As EQI.org founder S. Hein says,

"Putting Megan on medication does not make Mom a better mother."

This is so obvious, yet it needs to be said again and again until systems and beliefs are changed to reflect reality. (See note below about the Megan Meier suicide)

From our observations, the greatest source of pain for these teens is feeling a lack of caring, respect, acceptance, support, and understanding from their own parents or whoever they are living with and has control over them. To oversimplify, one can say it is coming from a lack of love - the love a parent normally gives those human beings entrusted to them. But social services workers can't force parents/ guardians to give love. Nor can they force them to either a) show caring, respect, acceptance or b) feel caring, respectful, accepting. If the feelings are not there, the behavior will never follow. And if the adult tries to show something which he or she does not truly feel, then any intelligent, sensitive teen will know the behavior is fake.

A social services worker in one country reported that they never prosecute emotional abuse cases since they are so overworked with physical and sexual abuse cases. Emotional abuse is also harder to see than other forms of abuse, perhaps especially for those who have experienced it. Author Nicky Cruz, who was a gang leader in New York City, makes this point when he says that when was growing up he was "too young to realize that the wounds inflicted by withholding love penetrated far deeper even than irresponsible punishment..." (citation)

Emotional abuse is also harder to prove in a court of law. This seems to be a flaw in our child protection services. As mentioned, studies show that emotional abuse can be more damaging than physical abuse. Another problem is that society, in general, is not designed to give parents the emotional competency training which they need. Parents are not trained in emotional skills and they are not tested for emotional intelligence or emotional competency.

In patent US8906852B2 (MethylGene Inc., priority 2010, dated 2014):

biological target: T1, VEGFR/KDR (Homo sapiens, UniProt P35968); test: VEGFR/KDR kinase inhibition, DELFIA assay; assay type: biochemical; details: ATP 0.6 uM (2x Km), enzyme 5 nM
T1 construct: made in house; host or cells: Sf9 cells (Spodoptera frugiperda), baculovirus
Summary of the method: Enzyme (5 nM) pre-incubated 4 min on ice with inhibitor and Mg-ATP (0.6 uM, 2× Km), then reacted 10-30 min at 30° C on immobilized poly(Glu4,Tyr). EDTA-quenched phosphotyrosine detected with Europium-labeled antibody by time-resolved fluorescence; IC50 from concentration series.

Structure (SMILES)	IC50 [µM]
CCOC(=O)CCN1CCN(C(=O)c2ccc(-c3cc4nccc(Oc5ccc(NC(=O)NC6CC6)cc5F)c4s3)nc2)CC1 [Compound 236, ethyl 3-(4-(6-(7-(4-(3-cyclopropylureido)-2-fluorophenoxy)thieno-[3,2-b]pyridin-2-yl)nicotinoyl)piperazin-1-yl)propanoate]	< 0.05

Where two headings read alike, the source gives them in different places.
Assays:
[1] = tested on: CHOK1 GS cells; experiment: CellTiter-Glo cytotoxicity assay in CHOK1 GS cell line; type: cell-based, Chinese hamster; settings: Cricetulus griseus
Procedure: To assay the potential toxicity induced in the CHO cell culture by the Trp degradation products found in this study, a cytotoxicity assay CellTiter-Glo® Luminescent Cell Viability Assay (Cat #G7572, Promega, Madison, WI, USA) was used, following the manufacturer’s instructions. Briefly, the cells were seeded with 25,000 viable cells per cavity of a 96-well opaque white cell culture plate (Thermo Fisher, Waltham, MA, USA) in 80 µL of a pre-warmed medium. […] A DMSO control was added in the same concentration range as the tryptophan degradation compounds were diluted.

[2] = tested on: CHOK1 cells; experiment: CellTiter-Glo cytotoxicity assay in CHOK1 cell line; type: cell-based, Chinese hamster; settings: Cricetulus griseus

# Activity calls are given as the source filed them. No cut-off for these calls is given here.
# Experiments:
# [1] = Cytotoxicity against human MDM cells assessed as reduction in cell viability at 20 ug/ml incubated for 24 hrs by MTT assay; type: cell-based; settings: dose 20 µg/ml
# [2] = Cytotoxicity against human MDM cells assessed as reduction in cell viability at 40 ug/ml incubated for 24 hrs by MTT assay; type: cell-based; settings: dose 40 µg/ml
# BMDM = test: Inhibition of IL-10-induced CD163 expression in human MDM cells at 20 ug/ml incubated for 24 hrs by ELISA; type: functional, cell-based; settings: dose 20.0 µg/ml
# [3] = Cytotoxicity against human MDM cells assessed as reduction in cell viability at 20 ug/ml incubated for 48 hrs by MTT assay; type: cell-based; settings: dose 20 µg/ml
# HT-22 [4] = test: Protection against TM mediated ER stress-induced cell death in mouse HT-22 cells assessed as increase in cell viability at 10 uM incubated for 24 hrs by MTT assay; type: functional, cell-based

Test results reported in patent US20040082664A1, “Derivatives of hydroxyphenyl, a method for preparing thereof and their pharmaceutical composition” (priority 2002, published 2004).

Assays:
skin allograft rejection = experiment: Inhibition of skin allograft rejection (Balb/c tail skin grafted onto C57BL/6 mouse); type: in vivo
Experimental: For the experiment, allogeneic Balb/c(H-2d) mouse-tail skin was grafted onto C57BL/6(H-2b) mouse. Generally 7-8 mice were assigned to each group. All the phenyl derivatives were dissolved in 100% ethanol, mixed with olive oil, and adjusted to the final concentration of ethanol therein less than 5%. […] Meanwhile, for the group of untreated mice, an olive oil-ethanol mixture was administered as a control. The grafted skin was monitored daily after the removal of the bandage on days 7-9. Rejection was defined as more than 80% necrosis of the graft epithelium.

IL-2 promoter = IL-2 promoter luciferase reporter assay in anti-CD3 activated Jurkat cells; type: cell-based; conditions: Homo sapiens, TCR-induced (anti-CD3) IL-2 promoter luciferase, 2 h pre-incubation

Megan Meier Suicide - Several years after the original edition of this article, a teen in the USA named Megan Meier killed herself seconds after her mother failed to provide her the emotional support she desperately needed. See video of the mother's confession.

See also our page on emotionally abusive mothers

Resistance to Reporting Abuse

The teens we talk to do not want to report the abuse that is occurring in their homes. That is one reason they talk to us at EQI.org. The main reason they don't want to report it is because they have learned it is dangerous to tell the truth to anyone in their own cities, towns and villages. They have learned not to trust adults. We have seen that one of the most damaging forms of abuse is convincing a child or teen that it is dangerous to tell the truth. This is what has happened to virtually every teen we have worked with.

The teens have also been made to feel guilty for hurting their parents, breaking up families, etc. One 15 year old told us it was her fault for breaking up the family when she reported that her step-father was abusing her. She told us she could have just put up with it till she was 16 when she could move out.

Another teen told us she was afraid no one would believe her since one time when she was 11 she reported to her school leaders that her mother was hitting her, but instead of believing her and taking real action, they believed her mother, who said the girl was a compulsive liar and was just trying to get attention. Now, besides feeling afraid she won't be believed, she is afraid her parents will just make her life more miserable if she reports the abuse. So instead of reporting it, she tried to kill herself recently.

It is difficult for anyone to admit that they have been abused. It is especially difficult when the abusers are your own parents. Teens know that they will be talked about; that everyone at school will find out. This is extremely hard on them. They all yearn to be "normal." They know they will be treated differently by their peers. They also know there will be investigations and lots of questions and it will be extremely uncomfortable at home. They are afraid of punishment and retaliation if they report their own parents. When I urge teens to report what is happening they say things like, "It is so easy for you to tell us to report it. You just don't understand how hard it is for us." or "My father/mother/step-father would kill me if I did."